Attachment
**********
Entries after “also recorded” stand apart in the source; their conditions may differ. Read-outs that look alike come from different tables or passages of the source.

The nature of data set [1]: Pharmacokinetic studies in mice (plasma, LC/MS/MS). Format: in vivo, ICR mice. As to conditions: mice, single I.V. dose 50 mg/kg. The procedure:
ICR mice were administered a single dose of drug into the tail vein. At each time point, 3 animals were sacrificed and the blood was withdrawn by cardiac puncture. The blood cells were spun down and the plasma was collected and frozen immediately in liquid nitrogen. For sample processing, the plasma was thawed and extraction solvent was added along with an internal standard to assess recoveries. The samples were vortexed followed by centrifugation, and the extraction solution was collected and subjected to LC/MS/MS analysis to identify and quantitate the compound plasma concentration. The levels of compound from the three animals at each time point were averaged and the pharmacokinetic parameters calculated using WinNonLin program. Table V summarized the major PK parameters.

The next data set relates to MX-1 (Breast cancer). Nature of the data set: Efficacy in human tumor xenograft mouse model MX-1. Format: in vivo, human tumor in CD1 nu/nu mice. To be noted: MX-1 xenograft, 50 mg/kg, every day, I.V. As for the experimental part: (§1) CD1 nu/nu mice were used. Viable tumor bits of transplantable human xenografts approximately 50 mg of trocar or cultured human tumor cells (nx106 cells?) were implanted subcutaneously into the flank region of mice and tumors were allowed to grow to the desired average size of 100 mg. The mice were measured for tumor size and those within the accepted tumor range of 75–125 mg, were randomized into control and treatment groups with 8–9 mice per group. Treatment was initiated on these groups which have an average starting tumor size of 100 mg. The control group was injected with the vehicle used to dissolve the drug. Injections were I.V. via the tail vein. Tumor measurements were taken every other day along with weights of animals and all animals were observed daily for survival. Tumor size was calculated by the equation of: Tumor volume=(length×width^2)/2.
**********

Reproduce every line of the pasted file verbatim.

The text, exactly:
Entries after “also recorded” stand apart in the source; their conditions may differ. Read-outs that look alike come from different tables or passages of the source.

The nature of data set [1]: Pharmacokinetic studies in mice (plasma, LC/MS/MS). Format: in vivo, ICR mice. As to conditions: mice, single I.V. dose 50 mg/kg. The procedure:
ICR mice were administered a single dose of drug into the tail vein. At each time point, 3 animals were sacrificed and the blood was withdrawn by cardiac puncture. The blood cells were spun down and the plasma was collected and frozen immediately in liquid nitrogen. For sample processing, the plasma was thawed and extraction solvent was added along with an internal standard to assess recoveries. The samples were vortexed followed by centrifugation, and the extraction solution was collected and subjected to LC/MS/MS analysis to identify and quantitate the compound plasma concentration. The levels of compound from the three animals at each time point were averaged and the pharmacokinetic parameters calculated using WinNonLin program. Table V summarized the major PK parameters.

The next data set relates to MX-1 (Breast cancer). Nature of the data set: Efficacy in human tumor xenograft mouse model MX-1. Format: in vivo, human tumor in CD1 nu/nu mice. To be noted: MX-1 xenograft, 50 mg/kg, every day, I.V. As for the experimental part: (§1) CD1 nu/nu mice were used. Viable tumor bits of transplantable human xenografts approximately 50 mg of trocar or cultured human tumor cells (nx106 cells?) were implanted subcutaneously into the flank region of mice and tumors were allowed to grow to the desired average size of 100 mg. The mice were measured for tumor size and those within the accepted tumor range of 75–125 mg, were randomized into control and treatment groups with 8–9 mice per group. Treatment was initiated on these groups which have an average starting tumor size of 100 mg. The control group was injected with the vehicle used to dissolve the drug. Injections were I.V. via the tail vein. Tumor measurements were taken every other day along with weights of animals and all animals were observed daily for survival. Tumor size was calculated by the equation of: Tumor volume=(length×width^2)/2.